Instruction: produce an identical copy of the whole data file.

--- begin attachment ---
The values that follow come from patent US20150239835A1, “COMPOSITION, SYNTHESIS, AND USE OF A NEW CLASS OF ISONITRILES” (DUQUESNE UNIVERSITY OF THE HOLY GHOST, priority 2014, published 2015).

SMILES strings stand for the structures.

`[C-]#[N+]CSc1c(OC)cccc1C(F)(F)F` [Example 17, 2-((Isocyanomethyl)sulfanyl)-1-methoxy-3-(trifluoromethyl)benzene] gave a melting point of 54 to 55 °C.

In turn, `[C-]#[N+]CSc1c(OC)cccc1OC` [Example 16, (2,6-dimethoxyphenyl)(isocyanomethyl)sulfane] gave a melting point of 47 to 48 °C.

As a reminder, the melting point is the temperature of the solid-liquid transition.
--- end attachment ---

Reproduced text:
The values that follow come from patent US20150239835A1, “COMPOSITION, SYNTHESIS, AND USE OF A NEW CLASS OF ISONITRILES” (DUQUESNE UNIVERSITY OF THE HOLY GHOST, priority 2014, published 2015).

SMILES strings stand for the structures.

`[C-]#[N+]CSc1c(OC)cccc1C(F)(F)F` [Example 17, 2-((Isocyanomethyl)sulfanyl)-1-methoxy-3-(trifluoromethyl)benzene] gave a melting point of 54 to 55 °C.

In turn, `[C-]#[N+]CSc1c(OC)cccc1OC` [Example 16, (2,6-dimethoxyphenyl)(isocyanomethyl)sulfane] gave a melting point of 47 to 48 °C.

As a reminder, the melting point is the temperature of the solid-liquid transition.